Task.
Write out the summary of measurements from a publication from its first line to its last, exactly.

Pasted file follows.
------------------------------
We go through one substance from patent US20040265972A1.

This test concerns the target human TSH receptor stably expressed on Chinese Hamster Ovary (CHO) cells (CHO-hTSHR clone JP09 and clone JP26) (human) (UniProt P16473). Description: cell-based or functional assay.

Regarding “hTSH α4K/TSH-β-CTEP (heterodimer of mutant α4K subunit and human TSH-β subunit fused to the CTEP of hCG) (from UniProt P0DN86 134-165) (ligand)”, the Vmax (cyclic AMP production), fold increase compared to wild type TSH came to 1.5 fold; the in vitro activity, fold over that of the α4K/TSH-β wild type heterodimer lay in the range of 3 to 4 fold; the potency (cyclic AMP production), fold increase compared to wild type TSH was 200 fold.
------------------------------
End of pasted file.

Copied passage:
We go through one substance from patent US20040265972A1.

This test concerns the target human TSH receptor stably expressed on Chinese Hamster Ovary (CHO) cells (CHO-hTSHR clone JP09 and clone JP26) (human) (UniProt P16473). Description: cell-based or functional assay.

Regarding “hTSH α4K/TSH-β-CTEP (heterodimer of mutant α4K subunit and human TSH-β subunit fused to the CTEP of hCG) (from UniProt P0DN86 134-165) (ligand)”, the Vmax (cyclic AMP production), fold increase compared to wild type TSH came to 1.5 fold; the in vitro activity, fold over that of the α4K/TSH-β wild type heterodimer lay in the range of 3 to 4 fold; the potency (cyclic AMP production), fold increase compared to wild type TSH was 200 fold.